Weekends And Subjective Well-being

This paper exploits the richness and large sample size of the Gallup/Healthways US daily poll to illustrate significant differences in the dynamics of two key measures of subjective well-being: emotions and life evaluations. The authors find that there is no day-of-week effect for life evaluations, represented here by the Cantril Ladder, but significantly more happiness, enjoyment, and laughter, and significantly less worry, sadness, and anger on weekends (including public holidays) than on weekdays. They then find strong evidence of the importance of the social context, both at work and at home, in explaining the size and likely determinants of the weekend effects for emotions.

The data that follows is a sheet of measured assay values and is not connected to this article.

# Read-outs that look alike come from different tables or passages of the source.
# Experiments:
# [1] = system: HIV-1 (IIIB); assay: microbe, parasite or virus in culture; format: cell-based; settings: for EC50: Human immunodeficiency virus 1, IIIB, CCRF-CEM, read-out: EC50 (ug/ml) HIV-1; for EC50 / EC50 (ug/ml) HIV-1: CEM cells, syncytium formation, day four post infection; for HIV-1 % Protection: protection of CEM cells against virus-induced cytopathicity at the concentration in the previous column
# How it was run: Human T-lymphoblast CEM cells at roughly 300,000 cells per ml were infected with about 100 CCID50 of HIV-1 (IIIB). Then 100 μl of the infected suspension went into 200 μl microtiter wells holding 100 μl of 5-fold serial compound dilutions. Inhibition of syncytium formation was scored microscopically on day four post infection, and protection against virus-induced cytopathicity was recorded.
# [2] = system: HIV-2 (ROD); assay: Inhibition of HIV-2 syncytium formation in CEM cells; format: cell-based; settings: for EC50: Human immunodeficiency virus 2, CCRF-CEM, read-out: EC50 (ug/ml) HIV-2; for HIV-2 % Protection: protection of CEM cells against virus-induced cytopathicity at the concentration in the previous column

Provided by: National Bureau of Economic Research Topic: CXO Date Added: Jul 2011 Format: PDF

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